The CO2 cost level is expected to remain unchanged for May as lignite-based generation has been restricted.
Mid-voltage electricity consumers will need to pay additional RES-supporting ETMEAR surcharges worth 160 million euros for 2019 (retroactively) and 2020 in support of the RES special account.
RES market operator DAPEEP, in a latest report, estimates additional contributions of 80 million euros by mid-voltage consumers for each of the two years.
The ETMEAR surcharge contributions of mid-voltage consumers are set to rise to 17 euros per MWh from the current rate of 9 euros per MWh. This consumer category concerns a range of businesses, including hotels, retail chains, banks as well as small-scale industries.
Meanwhile, RES-supporting surcharge contributions by certain industrial high-voltage consumers will be reduced. An online platform determining which industrial enterprises will qualify for the RES-supporting surcharge reduction has yet to be delivered.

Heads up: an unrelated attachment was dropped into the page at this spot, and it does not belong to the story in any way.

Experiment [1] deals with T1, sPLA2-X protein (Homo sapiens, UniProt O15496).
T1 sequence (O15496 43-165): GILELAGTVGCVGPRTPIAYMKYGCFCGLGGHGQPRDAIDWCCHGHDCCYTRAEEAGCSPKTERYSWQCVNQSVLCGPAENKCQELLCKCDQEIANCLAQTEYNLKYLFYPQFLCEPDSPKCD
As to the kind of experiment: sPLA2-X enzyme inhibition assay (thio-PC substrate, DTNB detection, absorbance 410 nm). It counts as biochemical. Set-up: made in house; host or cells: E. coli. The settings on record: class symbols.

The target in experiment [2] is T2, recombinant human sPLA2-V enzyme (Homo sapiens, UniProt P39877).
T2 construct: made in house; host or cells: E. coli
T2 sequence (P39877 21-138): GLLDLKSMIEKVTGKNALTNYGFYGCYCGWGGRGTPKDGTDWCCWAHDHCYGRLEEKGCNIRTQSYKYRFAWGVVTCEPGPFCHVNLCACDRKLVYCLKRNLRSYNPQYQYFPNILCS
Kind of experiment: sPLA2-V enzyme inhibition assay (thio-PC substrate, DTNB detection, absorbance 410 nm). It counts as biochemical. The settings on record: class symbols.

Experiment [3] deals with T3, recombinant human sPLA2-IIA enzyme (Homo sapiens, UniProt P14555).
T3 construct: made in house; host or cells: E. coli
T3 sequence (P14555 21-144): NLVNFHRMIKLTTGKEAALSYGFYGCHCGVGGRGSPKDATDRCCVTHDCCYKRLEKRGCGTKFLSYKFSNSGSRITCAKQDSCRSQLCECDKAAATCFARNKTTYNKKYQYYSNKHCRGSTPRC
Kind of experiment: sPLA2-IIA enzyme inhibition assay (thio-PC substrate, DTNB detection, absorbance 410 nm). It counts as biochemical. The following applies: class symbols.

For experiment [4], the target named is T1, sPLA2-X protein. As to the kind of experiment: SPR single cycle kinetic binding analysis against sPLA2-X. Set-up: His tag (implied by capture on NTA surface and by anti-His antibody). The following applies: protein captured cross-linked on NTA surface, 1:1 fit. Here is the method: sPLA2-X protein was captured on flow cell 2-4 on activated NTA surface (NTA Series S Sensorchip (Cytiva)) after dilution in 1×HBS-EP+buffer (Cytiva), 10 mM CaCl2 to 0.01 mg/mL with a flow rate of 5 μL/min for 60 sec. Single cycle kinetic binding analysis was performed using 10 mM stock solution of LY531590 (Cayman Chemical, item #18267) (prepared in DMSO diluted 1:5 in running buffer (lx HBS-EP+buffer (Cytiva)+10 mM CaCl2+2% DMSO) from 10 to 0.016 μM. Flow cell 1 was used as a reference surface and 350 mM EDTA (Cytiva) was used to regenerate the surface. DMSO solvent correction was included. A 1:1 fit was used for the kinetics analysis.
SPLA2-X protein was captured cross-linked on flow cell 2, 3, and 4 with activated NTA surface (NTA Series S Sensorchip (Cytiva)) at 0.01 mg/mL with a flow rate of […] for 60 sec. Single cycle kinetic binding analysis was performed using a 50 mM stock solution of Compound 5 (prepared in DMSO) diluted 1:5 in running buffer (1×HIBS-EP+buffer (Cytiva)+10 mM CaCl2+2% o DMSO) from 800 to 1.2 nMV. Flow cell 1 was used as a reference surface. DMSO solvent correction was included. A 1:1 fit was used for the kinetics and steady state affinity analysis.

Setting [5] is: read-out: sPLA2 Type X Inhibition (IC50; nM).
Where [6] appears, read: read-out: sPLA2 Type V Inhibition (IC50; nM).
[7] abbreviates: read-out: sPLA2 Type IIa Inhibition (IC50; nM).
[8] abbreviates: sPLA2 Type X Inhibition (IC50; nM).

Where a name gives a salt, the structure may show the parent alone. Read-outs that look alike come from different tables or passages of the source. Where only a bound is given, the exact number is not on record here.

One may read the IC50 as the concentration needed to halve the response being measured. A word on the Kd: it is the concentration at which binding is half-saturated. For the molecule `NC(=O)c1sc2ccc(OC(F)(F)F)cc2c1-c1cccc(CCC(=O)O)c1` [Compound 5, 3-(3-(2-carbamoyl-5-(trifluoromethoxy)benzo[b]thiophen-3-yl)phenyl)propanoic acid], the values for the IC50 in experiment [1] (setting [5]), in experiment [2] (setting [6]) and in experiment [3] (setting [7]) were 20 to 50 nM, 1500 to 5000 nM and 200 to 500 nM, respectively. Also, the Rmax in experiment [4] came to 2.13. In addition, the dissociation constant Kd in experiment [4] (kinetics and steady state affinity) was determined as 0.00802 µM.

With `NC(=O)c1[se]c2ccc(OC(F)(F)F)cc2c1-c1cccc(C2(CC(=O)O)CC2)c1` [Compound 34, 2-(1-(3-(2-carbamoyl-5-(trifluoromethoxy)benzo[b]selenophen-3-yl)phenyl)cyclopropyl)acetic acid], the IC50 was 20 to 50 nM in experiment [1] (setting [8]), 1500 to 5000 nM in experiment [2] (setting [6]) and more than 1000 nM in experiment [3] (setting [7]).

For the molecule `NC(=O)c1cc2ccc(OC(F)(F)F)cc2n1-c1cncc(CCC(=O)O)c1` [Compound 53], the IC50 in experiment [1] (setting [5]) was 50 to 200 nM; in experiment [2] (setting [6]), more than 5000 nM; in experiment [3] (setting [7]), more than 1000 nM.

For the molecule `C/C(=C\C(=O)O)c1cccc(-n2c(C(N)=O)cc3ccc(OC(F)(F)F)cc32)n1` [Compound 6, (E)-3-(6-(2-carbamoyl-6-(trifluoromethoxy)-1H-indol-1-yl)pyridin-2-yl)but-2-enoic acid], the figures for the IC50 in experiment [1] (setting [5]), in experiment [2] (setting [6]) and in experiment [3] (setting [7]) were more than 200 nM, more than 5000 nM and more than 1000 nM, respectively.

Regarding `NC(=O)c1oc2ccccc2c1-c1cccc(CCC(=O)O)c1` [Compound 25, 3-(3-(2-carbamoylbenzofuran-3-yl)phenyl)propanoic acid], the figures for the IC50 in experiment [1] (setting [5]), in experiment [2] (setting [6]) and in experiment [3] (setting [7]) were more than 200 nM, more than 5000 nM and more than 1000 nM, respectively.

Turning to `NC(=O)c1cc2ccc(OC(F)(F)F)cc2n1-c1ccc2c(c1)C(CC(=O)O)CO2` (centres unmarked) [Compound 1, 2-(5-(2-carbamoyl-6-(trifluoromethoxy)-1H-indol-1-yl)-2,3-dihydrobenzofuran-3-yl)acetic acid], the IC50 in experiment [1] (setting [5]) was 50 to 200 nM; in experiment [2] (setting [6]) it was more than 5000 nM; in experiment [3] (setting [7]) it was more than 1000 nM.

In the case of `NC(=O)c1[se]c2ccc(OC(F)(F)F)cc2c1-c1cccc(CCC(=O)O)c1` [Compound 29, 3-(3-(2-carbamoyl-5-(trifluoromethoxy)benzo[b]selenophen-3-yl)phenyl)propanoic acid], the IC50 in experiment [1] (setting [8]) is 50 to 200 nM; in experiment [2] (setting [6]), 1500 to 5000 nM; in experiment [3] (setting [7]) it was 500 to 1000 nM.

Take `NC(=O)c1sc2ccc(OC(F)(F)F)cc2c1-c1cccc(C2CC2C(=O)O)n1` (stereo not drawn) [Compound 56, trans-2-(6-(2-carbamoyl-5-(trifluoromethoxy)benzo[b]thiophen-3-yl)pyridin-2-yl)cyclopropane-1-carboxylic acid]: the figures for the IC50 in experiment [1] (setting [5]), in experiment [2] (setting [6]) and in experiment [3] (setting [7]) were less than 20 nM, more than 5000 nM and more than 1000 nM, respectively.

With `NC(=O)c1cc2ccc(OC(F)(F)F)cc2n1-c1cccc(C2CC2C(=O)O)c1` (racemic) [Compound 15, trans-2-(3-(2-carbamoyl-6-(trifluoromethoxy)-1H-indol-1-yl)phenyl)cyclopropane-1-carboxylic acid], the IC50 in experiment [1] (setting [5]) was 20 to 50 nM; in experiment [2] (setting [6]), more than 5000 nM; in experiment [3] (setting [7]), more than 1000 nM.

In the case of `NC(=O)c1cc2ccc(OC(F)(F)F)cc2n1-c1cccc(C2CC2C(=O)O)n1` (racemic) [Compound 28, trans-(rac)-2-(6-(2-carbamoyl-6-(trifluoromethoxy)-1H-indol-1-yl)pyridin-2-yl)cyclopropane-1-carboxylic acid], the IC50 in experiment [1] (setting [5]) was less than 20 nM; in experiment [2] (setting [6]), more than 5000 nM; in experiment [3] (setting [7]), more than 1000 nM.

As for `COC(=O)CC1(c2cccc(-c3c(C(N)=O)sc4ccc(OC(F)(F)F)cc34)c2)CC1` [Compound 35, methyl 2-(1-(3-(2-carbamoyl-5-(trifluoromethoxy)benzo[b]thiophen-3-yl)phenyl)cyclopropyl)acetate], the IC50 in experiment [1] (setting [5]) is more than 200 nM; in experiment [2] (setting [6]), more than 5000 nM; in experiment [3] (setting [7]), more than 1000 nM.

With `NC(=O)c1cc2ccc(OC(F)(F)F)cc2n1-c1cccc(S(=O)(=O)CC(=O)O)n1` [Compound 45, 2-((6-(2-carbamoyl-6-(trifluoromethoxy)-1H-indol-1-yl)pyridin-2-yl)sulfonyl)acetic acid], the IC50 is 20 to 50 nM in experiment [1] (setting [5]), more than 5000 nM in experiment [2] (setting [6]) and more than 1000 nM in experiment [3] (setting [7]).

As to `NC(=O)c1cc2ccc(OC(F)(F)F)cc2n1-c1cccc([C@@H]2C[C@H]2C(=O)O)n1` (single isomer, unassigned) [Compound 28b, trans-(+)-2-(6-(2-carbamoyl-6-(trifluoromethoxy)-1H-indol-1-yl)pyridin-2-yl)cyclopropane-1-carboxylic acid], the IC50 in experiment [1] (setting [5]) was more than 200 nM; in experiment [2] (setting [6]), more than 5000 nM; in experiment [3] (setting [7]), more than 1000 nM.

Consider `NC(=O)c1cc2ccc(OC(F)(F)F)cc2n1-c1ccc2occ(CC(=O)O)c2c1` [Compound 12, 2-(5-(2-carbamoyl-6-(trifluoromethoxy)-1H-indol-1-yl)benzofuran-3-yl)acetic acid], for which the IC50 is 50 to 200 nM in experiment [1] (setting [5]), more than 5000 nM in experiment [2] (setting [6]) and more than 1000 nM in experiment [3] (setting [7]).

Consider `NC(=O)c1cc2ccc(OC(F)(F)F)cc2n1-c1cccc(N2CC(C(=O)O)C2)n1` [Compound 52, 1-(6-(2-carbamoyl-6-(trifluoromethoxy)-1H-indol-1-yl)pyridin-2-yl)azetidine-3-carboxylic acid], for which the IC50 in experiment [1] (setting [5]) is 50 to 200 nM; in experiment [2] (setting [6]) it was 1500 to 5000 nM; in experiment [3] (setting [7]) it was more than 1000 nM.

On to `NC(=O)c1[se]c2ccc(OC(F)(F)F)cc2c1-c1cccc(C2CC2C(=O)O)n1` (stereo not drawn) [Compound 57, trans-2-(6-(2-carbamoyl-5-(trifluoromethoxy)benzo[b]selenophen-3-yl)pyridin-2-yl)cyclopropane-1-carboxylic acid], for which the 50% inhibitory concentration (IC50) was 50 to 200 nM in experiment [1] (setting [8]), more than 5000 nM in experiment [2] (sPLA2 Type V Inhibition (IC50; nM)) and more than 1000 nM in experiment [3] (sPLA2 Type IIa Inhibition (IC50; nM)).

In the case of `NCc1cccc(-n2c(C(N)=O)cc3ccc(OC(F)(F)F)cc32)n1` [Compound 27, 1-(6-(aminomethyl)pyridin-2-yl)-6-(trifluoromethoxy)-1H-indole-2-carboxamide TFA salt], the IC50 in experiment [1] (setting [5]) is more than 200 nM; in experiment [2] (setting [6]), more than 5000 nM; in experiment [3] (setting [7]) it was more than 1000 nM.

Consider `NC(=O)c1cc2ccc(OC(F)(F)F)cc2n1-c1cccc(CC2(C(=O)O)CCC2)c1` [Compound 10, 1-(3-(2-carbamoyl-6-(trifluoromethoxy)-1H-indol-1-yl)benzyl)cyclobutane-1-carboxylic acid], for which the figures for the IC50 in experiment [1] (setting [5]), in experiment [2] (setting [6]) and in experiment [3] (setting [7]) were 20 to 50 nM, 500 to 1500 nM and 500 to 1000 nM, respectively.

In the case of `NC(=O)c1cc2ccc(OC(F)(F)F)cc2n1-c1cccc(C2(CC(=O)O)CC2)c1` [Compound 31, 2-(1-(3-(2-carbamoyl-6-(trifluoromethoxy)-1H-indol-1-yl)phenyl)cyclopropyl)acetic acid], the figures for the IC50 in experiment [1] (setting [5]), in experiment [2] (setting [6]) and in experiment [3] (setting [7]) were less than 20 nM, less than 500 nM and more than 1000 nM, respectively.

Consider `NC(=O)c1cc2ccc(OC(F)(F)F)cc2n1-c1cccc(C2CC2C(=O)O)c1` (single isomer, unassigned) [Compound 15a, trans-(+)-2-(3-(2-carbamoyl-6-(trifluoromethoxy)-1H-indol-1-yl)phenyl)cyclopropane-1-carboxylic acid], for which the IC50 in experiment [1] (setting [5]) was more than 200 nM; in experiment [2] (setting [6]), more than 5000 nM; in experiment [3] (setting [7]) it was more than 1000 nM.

Citing unfavorable conditions and pending issues, the country’s high-voltage industrial consumers are refusing to sign new electricity supply agreements with the main power utility PPC following an invitation extended by the latter to all industries in late July.
High-voltage consumers argue the power utility has refrained from staging tariff negotiations of any substance with industries.
Also, a variety of issues remain unresolved, such as settlement of time frames for peak-hour electricity, the duration of new contracts, and the details of a formula determining cost-offsetting amounts for major-scale industrial firms, sector officials have pointed out.
Industrialists are pushing for high-voltage electricity supply contracts along the lines of favorable arrangements offered by PPC, until 2020, to ATEbank – formerly known as the Agricultural Bank of Greece and now taken over by the Piraeus Bank – and Larco, the troubled state-controlled general mining and nickel producer.